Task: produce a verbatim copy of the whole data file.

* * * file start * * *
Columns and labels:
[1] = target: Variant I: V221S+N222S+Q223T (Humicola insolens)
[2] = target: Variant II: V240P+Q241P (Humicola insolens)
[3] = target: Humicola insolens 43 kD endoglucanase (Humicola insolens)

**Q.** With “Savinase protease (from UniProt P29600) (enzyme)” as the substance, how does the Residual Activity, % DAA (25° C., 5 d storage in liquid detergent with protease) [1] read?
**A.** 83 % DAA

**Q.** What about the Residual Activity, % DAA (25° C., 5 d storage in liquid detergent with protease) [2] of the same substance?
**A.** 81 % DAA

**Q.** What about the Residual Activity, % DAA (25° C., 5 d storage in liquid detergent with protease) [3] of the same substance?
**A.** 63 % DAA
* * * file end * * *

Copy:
Columns and labels:
[1] = target: Variant I: V221S+N222S+Q223T (Humicola insolens)
[2] = target: Variant II: V240P+Q241P (Humicola insolens)
[3] = target: Humicola insolens 43 kD endoglucanase (Humicola insolens)

**Q.** With “Savinase protease (from UniProt P29600) (enzyme)” as the substance, how does the Residual Activity, % DAA (25° C., 5 d storage in liquid detergent with protease) [1] read?
**A.** 83 % DAA

**Q.** What about the Residual Activity, % DAA (25° C., 5 d storage in liquid detergent with protease) [2] of the same substance?
**A.** 81 % DAA

**Q.** What about the Residual Activity, % DAA (25° C., 5 d storage in liquid detergent with protease) [3] of the same substance?
**A.** 63 % DAA